If you want to live large, you have to think big.
As consultants, we can’t simply respond to a prospect’s arbitrary request for an alternative. We have to seek the true objective and provide better alternatives.
If there is as much sweat equity in a $100,000 sale as there is in a $10,000 sale, then why bother pursuing the latter, when the same work can result in the former?
Why would you ever suggest a pilot, a needs analysis, or a “free sample,” when they are totally unnecessary to get the sale, and they more often lead to no business than good business? Why would you “audition” for the HR department, when no one respects them and you’ll then be seen as their peer, not the executive’s peer?
Too many consultants fold and cave when a client says, “This is our payment policy,” instead of replying, “That’s interesting, but here is MY payment policy”? (I heard just today of a client who pays “70 days, net of completion.” Sorry, but you’re not paying me that way.)
When a client says, “I don’t know the answer to that,” our response should usually be, “Well, you should, so that’s part of the problem, isn’t it?” instead of hurrying to rush on and not embarrass anyone.
You have to be able to say to a pleased client, “Glad you’re happy, let’s talk about some referrals, because those are the coinage of my realm.” (Okay, you may not be as poetic as I, but you get the picture.)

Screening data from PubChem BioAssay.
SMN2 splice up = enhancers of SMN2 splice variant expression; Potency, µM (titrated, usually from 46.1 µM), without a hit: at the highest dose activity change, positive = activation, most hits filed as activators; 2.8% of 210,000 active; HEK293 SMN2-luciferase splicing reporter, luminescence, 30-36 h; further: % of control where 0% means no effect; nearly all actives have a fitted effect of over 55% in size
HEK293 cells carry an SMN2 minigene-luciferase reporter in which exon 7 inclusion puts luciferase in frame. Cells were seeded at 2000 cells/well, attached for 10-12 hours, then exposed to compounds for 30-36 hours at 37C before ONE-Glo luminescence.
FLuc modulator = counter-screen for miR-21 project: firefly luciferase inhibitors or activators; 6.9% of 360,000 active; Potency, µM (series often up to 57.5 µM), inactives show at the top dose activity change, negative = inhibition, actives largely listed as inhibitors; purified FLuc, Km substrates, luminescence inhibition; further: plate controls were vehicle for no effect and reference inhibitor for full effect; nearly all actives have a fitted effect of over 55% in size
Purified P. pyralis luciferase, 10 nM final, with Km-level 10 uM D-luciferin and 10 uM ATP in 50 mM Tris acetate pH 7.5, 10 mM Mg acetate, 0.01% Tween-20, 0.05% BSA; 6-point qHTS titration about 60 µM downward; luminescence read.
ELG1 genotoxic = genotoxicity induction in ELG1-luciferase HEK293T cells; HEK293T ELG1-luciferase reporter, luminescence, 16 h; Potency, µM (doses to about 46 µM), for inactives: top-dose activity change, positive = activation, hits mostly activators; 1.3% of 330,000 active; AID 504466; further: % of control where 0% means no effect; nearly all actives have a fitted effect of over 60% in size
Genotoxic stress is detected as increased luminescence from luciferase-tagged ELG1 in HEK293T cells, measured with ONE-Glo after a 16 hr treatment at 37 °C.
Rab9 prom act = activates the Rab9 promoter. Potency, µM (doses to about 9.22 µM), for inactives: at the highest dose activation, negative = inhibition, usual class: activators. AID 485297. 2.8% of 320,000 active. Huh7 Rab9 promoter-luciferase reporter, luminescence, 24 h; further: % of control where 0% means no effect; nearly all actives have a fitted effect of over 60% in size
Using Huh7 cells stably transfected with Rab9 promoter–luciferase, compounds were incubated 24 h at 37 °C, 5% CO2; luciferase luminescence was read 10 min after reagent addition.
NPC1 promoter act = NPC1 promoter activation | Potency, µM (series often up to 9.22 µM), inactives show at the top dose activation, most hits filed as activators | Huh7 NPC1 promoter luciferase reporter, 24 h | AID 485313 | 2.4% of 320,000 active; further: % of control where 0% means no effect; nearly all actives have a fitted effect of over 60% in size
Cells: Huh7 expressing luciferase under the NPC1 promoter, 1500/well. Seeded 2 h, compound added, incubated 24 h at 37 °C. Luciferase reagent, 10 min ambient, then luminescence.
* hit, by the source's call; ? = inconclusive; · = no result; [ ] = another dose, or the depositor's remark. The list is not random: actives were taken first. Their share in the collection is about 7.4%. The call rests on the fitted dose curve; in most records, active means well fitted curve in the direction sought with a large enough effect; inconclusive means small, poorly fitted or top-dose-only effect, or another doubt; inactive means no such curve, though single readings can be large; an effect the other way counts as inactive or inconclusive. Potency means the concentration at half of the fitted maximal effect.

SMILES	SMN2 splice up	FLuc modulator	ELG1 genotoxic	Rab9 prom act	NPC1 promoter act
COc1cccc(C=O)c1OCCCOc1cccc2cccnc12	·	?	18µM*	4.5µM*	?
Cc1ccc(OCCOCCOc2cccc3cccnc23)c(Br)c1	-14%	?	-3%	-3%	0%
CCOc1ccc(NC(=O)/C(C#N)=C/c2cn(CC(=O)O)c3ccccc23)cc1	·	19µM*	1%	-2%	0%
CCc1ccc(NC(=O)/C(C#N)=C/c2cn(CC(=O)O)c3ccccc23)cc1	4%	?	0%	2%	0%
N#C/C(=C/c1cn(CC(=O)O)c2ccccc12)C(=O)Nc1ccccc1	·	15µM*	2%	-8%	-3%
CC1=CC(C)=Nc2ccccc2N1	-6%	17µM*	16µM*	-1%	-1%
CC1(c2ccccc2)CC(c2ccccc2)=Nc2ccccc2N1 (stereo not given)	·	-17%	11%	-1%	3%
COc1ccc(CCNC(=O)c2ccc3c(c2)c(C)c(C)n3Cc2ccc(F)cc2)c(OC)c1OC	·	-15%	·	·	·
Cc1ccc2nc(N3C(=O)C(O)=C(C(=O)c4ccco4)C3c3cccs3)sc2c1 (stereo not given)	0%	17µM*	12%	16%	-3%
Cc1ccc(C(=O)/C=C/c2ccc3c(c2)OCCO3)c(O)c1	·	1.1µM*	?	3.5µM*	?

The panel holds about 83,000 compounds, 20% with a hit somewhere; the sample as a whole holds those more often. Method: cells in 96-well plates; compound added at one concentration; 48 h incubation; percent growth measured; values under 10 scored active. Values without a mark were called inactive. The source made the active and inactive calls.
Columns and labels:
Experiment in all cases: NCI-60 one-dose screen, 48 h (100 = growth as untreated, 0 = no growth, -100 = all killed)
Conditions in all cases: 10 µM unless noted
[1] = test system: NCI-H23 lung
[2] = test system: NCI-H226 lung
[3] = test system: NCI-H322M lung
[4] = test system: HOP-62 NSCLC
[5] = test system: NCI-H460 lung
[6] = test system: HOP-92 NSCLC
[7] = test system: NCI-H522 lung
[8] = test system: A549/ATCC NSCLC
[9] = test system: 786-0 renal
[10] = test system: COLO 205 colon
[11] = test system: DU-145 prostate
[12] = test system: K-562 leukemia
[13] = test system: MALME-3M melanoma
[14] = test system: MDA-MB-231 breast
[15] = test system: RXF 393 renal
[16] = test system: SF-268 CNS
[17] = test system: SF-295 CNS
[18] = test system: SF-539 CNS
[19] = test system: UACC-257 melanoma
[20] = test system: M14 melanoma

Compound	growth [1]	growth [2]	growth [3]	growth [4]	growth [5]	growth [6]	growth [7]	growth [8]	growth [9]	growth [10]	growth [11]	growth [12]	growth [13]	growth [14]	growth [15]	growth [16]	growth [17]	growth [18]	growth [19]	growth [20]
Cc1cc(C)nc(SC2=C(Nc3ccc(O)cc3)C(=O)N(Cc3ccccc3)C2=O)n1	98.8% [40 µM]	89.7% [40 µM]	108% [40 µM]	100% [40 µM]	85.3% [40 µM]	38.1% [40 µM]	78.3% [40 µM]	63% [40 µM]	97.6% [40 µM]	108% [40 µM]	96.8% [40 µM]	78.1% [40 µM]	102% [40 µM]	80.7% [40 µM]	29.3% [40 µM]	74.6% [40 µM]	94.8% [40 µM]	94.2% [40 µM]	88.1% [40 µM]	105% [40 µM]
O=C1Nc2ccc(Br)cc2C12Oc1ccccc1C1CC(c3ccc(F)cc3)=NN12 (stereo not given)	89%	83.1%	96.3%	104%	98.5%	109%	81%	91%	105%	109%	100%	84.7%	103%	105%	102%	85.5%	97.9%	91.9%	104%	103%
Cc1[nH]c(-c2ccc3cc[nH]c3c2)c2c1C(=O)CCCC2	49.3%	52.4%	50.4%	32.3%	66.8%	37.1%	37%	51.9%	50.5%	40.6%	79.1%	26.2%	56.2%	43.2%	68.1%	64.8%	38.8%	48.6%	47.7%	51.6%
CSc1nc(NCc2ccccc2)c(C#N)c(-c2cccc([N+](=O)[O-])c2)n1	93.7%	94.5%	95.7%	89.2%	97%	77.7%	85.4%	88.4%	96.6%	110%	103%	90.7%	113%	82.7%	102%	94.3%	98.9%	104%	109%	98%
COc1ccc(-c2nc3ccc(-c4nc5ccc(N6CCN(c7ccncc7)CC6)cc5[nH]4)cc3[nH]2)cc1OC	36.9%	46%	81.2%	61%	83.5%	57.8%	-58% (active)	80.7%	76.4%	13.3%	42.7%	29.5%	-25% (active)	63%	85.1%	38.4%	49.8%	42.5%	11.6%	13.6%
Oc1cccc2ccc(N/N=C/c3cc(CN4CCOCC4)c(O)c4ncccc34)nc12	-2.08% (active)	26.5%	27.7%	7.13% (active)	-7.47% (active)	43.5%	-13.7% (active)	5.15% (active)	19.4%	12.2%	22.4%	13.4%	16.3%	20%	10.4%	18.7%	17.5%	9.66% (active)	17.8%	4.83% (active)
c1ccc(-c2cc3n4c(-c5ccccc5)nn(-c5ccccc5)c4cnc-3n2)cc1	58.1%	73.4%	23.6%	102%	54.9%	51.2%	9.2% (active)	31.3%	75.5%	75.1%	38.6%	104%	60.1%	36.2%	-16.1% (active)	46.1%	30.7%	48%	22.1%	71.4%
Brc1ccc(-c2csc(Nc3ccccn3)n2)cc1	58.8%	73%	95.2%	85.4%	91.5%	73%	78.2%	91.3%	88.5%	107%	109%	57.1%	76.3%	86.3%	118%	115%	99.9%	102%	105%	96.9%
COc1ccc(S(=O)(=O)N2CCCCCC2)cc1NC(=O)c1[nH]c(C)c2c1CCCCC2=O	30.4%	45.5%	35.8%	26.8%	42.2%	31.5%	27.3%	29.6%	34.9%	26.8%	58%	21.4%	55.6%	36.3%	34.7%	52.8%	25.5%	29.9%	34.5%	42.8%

When a prospect says he has no money, come back next year, consultants pack the portmanteau and catch a train north. The proper response is, “This isn’t about money, this is about return. You have no time or interest in return this year?? How do you run your business if not in terms of ROI?”
If someone isn’t a buyer—they can’t authorize a check by themselves to pay for your value—you should only be talking to them long enough to find out who the real buyer is and where she lives. Harsh? No. Appropriate.
Consultants need to think big, otherwise, they aren’t capable of providing major improvements to clients and a better life for themselves. They won’t be able to live large.
That’s irrefragable, man.
© Alan Weiss, 2007. All rights reserved.